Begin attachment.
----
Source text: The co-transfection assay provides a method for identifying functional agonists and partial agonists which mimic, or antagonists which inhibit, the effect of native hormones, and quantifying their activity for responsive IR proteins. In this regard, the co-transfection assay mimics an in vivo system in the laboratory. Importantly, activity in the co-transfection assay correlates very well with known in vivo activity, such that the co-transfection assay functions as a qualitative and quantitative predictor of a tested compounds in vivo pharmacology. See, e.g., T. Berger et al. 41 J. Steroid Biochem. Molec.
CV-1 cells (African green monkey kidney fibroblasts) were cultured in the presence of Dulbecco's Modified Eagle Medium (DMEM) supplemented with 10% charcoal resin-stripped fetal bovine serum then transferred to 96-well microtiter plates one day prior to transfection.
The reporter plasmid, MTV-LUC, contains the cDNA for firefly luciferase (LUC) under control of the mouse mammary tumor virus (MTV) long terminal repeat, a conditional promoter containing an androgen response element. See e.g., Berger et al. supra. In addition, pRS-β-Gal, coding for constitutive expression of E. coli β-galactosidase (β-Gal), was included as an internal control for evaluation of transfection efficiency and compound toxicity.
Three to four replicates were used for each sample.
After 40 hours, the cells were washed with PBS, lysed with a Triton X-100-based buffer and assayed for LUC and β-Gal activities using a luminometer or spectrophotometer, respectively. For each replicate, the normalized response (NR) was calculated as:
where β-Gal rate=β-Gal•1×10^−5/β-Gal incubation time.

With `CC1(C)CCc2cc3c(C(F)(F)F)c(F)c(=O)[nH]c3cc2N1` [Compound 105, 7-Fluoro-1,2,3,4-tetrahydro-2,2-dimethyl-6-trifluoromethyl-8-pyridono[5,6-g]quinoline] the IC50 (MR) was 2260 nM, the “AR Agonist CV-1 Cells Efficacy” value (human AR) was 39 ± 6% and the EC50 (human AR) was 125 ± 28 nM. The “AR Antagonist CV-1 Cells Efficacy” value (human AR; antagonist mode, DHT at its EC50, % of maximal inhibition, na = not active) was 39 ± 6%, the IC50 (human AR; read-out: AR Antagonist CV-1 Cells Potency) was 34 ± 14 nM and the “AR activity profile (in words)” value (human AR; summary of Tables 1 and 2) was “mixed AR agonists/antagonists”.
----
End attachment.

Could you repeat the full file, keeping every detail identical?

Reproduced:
Source text: The co-transfection assay provides a method for identifying functional agonists and partial agonists which mimic, or antagonists which inhibit, the effect of native hormones, and quantifying their activity for responsive IR proteins. In this regard, the co-transfection assay mimics an in vivo system in the laboratory. Importantly, activity in the co-transfection assay correlates very well with known in vivo activity, such that the co-transfection assay functions as a qualitative and quantitative predictor of a tested compounds in vivo pharmacology. See, e.g., T. Berger et al. 41 J. Steroid Biochem. Molec.
CV-1 cells (African green monkey kidney fibroblasts) were cultured in the presence of Dulbecco's Modified Eagle Medium (DMEM) supplemented with 10% charcoal resin-stripped fetal bovine serum then transferred to 96-well microtiter plates one day prior to transfection.
The reporter plasmid, MTV-LUC, contains the cDNA for firefly luciferase (LUC) under control of the mouse mammary tumor virus (MTV) long terminal repeat, a conditional promoter containing an androgen response element. See e.g., Berger et al. supra. In addition, pRS-β-Gal, coding for constitutive expression of E. coli β-galactosidase (β-Gal), was included as an internal control for evaluation of transfection efficiency and compound toxicity.
Three to four replicates were used for each sample.
After 40 hours, the cells were washed with PBS, lysed with a Triton X-100-based buffer and assayed for LUC and β-Gal activities using a luminometer or spectrophotometer, respectively. For each replicate, the normalized response (NR) was calculated as:
where β-Gal rate=β-Gal•1×10^−5/β-Gal incubation time.

With `CC1(C)CCc2cc3c(C(F)(F)F)c(F)c(=O)[nH]c3cc2N1` [Compound 105, 7-Fluoro-1,2,3,4-tetrahydro-2,2-dimethyl-6-trifluoromethyl-8-pyridono[5,6-g]quinoline] the IC50 (MR) was 2260 nM, the “AR Agonist CV-1 Cells Efficacy” value (human AR) was 39 ± 6% and the EC50 (human AR) was 125 ± 28 nM. The “AR Antagonist CV-1 Cells Efficacy” value (human AR; antagonist mode, DHT at its EC50, % of maximal inhibition, na = not active) was 39 ± 6%, the IC50 (human AR; read-out: AR Antagonist CV-1 Cells Potency) was 34 ± 14 nM and the “AR activity profile (in words)” value (human AR; summary of Tables 1 and 2) was “mixed AR agonists/antagonists”.